Johannes Ebert am 9. Dezember 2018
Eröffnung des „Freiraum“-Projekts „Speak Easy“ in Carlise

Grußwort von Johannes Ebert anlässlich der Eröffnung des „Freiraum“-Projekts „Speak Easy“ in Carlise

Dear Chair of the Cumbria County Council, Councillor Elizabeth Mallinson, dear Mr Khan, Mr Savvidis, dear Mr Hewitson, dear authors, dear artists, dear members of the audience!
It is an absolute honour for me to welcome you on this Sunday afternoon on behalf of the Goethe-Institute to this special speak easy event here on the Brampton Road Campus. This event has a long, vibrant tradition in Carlisle even if it normally takes place in a pub, not the university. The good citizens of Carlisle came together once a month to share their poems and stories. What a wonderful, open, participative undertaking!  The event is a little more ambitious now as the number of participants and the reach have both grown. There will be a live feed to the Greek city of Thessalonica, and artists who have only known the name Carlisle for a very short time will contribute, as will poets and authors, who have been doing this for years.
What’s behind this Freiraum Project, in whose name this event is taking place today? A European collaboration between over 40 Goethe-Institutes and their partner organisations. In each case, two cities - for example Rome and Nicosia, Tallinn and Dresden, Skopje and Copenhagen, and of course, Carlisle and Thessalonica – created a pairing and jointly examined the question: what does freedom mean in today’s Europe? Where is it coming under pressure? What can we do to create and protect free spaces? In their search for partners, the Goethe-Institutes in London and Glasgow looked well beyond the borders of their cities, and found their partner in Carlisle.
This partner, Awaz Cumbria is a civic societal initiative which concentrates on local, neighbourly engagement. They, in turn, engaged with a Greek partner, with roots in the art scene: Artbox - Creative Arts Management from Thessalonica. Even though they spoke different languages and took different approaches, the two organisations engaged in a highly-productive working process. Several questions kept coming to the fore: What is isolation? How can we overcome it? What does European identity mean? What does it mean to identify as a citizen of Europe? These and other questions are being debated in Europe every single day.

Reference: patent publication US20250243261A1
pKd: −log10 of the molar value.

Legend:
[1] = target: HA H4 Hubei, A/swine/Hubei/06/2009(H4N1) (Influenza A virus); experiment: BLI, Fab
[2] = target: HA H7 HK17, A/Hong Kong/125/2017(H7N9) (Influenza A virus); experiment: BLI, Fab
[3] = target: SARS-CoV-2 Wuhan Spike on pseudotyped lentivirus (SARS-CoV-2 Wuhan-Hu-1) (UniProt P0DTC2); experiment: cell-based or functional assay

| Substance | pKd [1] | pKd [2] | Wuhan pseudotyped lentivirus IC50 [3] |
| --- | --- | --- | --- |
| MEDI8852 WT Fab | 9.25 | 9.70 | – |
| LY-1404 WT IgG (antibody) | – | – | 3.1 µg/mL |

Since the catastrophe of the World War II, the European Union has guaranteed peace between its member states. This is something we can be very proud of. Furthermore, “Europe is also a cultural project.” This quotation from the Coalition Agreement of the German government is a lived reality for the Goethe-Institute. Europe is our creative basis, we are advocating for a joint responsibility for the European cultural area. We want Europe to be a continent of appreciation, respect and solidarity. In times of fake news, political disinformation campaigns and increasing pressure on civil society in many parts of our continent, we take a stand against the instrumentalisation of culture. Freedom is a value for all. That is why we believe the future cooperation between our countries to be of the utmost importance.
The Goethe-Institute’s reliability is based on our empathy for international dialogue and an exchange at eye level, and on the capacity for self-critical reflection on the conditions for this dialogue. We are committed to an open, liberal society. Indeed, I’m very much looking forward to the artistic and literary approaches to these questions and themes which we will hear about and see over the next few hours.
Although I don’t want to test your patience, I don’t want to finish my words of welcome without remembering Nick Pemberton. His services to the cultural scene in Carlisle were so varied that I can only touch on them in the following list: Nick Pemberton was the driving force behind the Speak Easy Nights, he was a poet and writer, he taught Creative Writing at the Cumbria Institute of Arts, he drove the film festival Film Fling and produced a documentary film himself. He contributed to the success of the Patchwork Opera Festival, published the Speak Easy Newspaper, and tirelessly sought contact with all social groups in Carlisle. And – he was a crucial participant in the development of the local Freiraum project. In short, he played a major role in the civic and cultural life of the city. He was taken from us too early back in September, and it’s a big loss that he can’t be with us this afternoon. If there is such a thing as a heartfelt posthumous thank you, I’d like to extend one to Nick Pemberton at this point.
My thanks also go to Aftab Khan from Awaz Cumbria as well as Philip Hewitson, who has taken over Nick Pemberton’s inheritance, and who has organised today’s Speak Easy Afternoon. I would also like to thank the many fellow campaigners in Carlisle, without whom none of the Freiraum projects would have possible here in Carlisle. I’d also like to say a very big “Thank You” to the Freiraum partners from Thessalonica, Artbox –  Creative Arts Management, represented by Christos Savvidis, as well as the Greek Freiraum artists, three of whom are here today. And, of course, all the speakers, authors, artists who are contributing to today’s Speak Easy Event.
So without any further ado, I would like to hand over to the next speaker. Thank you.

Es gilt das gesprochene Wort.